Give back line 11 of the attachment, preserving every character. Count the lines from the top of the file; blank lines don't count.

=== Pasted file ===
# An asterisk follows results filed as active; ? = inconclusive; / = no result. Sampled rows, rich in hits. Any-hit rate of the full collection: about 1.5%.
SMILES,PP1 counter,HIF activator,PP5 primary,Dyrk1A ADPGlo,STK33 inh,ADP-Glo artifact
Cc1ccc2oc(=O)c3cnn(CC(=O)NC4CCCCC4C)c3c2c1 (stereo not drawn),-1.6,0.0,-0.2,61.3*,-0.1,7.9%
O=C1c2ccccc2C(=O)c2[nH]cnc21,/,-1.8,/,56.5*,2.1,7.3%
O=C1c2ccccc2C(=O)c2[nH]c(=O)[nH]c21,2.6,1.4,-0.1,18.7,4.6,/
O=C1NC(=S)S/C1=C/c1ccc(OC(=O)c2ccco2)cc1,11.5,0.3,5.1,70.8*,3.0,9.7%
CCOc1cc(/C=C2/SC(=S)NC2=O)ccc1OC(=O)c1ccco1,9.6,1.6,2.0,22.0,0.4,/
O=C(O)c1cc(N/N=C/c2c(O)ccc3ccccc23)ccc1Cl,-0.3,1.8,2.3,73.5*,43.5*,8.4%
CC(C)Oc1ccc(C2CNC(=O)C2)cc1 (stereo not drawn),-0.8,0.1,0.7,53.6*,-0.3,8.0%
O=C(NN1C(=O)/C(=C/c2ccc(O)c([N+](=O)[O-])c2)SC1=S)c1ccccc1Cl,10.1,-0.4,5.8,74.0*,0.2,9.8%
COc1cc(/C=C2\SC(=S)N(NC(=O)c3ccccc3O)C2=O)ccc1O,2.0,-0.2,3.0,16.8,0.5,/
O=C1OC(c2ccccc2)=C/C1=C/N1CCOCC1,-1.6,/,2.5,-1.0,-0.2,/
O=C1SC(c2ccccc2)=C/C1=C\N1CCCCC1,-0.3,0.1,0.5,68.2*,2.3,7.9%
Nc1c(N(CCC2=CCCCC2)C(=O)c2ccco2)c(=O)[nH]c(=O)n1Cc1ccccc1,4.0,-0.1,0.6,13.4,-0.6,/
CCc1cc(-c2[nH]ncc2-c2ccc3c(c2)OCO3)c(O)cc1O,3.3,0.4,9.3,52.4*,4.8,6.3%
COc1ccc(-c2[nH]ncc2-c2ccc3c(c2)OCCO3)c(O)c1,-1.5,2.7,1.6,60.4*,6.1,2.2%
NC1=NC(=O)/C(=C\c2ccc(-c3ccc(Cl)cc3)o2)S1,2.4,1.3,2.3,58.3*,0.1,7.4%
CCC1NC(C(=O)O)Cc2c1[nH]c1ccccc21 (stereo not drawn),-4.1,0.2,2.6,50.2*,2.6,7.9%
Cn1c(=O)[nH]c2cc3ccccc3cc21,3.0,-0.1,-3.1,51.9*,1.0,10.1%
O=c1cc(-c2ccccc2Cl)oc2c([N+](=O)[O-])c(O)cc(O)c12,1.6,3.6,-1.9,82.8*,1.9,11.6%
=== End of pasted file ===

COc1cc(/C=C2\SC(=S)N(NC(=O)c3ccccc3O)C2=O)ccc1O,2.0,-0.2,3.0,16.8,0.5,/